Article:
MANILA, Philippines - Salaries of minimum wage earners in Metro Manila and elsewhere are subject to income tax if their employers grant them even a minimal pay raise.
The Bureau of Internal Revenue (BIR) issued the clarification yesterday following complaints from security guards, janitors and other laborers.
Ordinary workers said tax collectors placed their annual salaries under tax coverage due to a small additional pay.
Under Section 22 of the Tax Code, minimum wage earners are exempted from paying income tax, which privilege is extended to cover holiday, overtime, hazard and night shift differential pays.
But the BIR's Tax Information and Education Division said the tax exemption benefit is automatically withdrawn if employers add even a small amount, say R5 or even R1 to the worker's daily take-home pay.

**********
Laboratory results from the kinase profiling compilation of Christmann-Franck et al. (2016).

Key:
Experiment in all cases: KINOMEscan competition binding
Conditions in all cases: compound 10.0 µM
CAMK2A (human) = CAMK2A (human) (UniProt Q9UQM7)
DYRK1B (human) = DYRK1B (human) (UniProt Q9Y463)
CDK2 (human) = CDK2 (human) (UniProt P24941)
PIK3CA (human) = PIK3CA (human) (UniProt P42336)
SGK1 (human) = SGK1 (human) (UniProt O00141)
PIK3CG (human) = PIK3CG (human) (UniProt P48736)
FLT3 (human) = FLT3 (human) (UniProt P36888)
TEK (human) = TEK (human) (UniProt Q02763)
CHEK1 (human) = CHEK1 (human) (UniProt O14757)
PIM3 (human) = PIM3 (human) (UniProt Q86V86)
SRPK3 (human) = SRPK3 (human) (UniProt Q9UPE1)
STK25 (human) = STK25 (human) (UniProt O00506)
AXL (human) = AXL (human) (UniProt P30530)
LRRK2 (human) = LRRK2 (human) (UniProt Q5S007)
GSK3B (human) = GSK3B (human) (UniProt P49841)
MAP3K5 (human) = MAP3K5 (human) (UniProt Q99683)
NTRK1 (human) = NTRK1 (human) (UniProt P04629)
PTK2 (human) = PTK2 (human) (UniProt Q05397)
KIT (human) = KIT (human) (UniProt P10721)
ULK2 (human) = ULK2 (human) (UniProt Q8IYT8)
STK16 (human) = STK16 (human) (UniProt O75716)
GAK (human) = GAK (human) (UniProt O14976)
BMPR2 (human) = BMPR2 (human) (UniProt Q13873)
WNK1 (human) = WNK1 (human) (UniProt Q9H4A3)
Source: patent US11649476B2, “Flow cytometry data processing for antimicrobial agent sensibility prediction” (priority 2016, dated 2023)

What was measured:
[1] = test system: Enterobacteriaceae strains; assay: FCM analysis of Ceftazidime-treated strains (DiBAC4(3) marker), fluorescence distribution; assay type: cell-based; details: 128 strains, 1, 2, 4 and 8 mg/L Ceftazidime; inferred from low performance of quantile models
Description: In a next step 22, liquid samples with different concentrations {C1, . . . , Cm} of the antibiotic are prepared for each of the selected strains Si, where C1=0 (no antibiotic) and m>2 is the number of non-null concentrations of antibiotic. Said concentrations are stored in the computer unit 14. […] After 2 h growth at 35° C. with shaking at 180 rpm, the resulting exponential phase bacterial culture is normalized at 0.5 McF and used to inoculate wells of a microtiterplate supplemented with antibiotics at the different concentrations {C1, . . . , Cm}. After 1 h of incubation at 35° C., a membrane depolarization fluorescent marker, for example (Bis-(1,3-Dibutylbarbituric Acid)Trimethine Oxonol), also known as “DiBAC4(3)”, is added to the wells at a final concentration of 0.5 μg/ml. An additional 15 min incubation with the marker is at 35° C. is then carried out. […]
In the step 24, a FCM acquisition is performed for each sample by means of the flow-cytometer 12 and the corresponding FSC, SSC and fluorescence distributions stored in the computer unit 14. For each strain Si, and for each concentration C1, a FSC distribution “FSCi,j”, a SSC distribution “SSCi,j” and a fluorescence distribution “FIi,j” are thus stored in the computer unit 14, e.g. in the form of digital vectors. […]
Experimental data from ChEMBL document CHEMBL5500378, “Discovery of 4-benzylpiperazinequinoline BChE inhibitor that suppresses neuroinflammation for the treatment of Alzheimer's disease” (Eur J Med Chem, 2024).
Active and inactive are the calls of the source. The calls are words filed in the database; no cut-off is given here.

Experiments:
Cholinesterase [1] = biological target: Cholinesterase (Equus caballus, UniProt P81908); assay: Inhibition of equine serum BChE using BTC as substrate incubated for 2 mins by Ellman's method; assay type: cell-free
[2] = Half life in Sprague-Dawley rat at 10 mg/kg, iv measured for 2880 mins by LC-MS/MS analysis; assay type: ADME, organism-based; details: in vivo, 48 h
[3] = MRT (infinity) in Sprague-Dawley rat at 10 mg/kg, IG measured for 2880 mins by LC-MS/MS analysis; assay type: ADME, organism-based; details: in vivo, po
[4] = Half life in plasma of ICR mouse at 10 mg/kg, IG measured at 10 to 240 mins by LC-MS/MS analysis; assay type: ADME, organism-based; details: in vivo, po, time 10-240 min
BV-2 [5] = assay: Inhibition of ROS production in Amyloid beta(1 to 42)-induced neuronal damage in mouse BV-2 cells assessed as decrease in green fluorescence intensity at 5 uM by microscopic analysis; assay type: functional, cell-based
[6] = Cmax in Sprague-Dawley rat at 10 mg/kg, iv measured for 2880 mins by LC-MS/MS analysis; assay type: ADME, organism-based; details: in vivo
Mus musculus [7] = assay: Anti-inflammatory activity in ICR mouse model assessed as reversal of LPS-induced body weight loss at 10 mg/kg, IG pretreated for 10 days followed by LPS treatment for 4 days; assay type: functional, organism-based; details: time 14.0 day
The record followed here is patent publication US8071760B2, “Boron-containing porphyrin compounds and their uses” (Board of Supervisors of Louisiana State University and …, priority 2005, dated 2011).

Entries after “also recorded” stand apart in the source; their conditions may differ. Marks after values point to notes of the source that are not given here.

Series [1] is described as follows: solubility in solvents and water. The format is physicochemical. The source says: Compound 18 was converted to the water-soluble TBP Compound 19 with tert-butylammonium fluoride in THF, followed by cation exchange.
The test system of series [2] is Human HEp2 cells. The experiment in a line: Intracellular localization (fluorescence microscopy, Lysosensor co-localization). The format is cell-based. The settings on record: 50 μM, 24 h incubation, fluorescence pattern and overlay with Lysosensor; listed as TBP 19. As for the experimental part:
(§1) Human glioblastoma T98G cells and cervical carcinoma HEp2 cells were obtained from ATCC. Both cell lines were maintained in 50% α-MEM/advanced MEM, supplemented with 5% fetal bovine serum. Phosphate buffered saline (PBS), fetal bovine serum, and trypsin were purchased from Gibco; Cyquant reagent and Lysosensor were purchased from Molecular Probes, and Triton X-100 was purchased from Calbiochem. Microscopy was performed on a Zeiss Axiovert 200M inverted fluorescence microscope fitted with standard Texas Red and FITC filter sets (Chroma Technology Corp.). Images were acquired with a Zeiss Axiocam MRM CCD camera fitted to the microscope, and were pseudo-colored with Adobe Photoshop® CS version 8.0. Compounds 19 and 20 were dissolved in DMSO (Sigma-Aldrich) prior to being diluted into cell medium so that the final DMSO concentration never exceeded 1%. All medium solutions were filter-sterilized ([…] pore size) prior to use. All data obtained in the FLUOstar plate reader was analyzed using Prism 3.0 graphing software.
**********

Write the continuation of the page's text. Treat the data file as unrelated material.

Revenue officials conceded that under this circumstance wage earners will end up the loser because the extra pay is much less than what they will be paying the BIR with their entire wages now subject to taxation.
"They might as well reject such generous offer by their employers if the extra amount is not enough to cover the tax liabilities," one revenue district officer said.
The National Wages and Productivity Commission of the Department of Labor has scheduled varying wage scales for workers in different regions of the country.
In Metro Manila, the daily minimum pay ranges from R389 to R426 depending on the nature of the job, be it factory, or agriculture, or clerical.